In the desire to help at all costs, the therapist may go over time in session, ruminate about a client during free time, or become hypervigilant about a client’s successes or failures. Over-investing in our clients’ outcomes can place too much pressure on the therapist and the client, and the resulting extra work therapists do can leave them with less time to replenish their mental resources.
All of these factors can contribute to burnout, but it is difficult to address burnout unless you are aware it is happening. Knowing the signs of burnout and periodically reviewing them will help you know when to seek extra support.
The Signs of Burnout
- Feeling like you are dragging yourself into work most days, or being late often 
- Engaging in unethical behaviors or disregarding ethical guidelines
- Disregarding professional boundaries
- Decreased interest in new psychology research and training techniques
- Feeling relieved when clients cancel
- Beginning sessions late or ending sessions early
- Dozing off or spacing out during sessions
- Finding yourself repeating the same interpretations during sessions
- Giving advice as a shortcut rather than helping clients learn and grow
- Working on your own agenda within sessions instead of listening to the client
- Indulgently self-disclosing during sessions
- Experiencing a noticeable decline in empathy
- Getting irritated quickly
- Snapping at others (e.g., clients, colleagues, family, or friends)
- Feeling unappreciated or inadequate
- Feeling exhausted or excessively tired much of the time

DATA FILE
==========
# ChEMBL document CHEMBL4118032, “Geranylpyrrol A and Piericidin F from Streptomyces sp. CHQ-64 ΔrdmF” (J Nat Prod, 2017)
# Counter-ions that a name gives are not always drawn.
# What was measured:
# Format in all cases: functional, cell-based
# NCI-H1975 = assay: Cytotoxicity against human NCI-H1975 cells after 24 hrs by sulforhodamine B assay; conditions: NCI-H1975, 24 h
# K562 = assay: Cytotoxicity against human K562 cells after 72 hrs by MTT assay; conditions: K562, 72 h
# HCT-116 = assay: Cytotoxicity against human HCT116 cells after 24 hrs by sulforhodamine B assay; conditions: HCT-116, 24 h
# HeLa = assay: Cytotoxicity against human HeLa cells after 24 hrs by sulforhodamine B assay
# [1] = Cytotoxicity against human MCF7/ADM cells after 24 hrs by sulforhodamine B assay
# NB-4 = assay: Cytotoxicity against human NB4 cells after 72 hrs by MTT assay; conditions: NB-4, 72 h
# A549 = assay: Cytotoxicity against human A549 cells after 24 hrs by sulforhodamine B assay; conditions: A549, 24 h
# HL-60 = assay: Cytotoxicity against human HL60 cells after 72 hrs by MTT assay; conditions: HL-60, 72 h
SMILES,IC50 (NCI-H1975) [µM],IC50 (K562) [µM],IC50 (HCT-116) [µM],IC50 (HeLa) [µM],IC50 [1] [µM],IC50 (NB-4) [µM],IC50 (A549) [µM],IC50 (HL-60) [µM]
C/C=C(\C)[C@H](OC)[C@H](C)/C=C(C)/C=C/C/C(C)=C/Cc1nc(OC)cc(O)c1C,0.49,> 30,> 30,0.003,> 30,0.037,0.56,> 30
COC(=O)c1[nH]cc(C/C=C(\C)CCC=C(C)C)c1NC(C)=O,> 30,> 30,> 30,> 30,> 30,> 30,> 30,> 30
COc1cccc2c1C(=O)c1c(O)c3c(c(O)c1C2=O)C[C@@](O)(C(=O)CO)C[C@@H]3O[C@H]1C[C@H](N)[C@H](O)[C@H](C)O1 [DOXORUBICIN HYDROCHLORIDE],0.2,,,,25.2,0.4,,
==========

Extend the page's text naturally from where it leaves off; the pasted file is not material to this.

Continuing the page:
- Becoming increasingly cynical or losing hope 
If you find that you are experiencing several of these signs, or if you begin to feel that you are just not yourself, then it is a good idea to seek out supervision or consultation in order to identify and hopefully catch therapist burnout before it happens. Being burned out without realizing it can impact your personal and professional life. To that end, creating and sticking to a plan to reduce burnout will help you get back on track.
Ease Burnout With Self-Care
The key to minimizing the impact of burnout is self-care. Incorporating self-care into our daily activities can assist in balancing out the giving portion of psychological resources, which form the foundation of our profession.
Self-care can come in many forms, such as taking time out to enjoy your family and friends or engaging in activities you find enjoyable. It is important to identify hobbies, creative outlets, and activities that are fun for you.
Do you like crafting? Is cooking a stress relief for you? Does spending time outdoors help you feel at peace? Is shutting out the world by scheduling a spa day more your style, even if it is in your own home? Then do it!
Looking into local groups or clubs you are interested in is a fun way to set out some “me” time, and trying different hobbies and activities can help you learn which activities are enjoyable for you.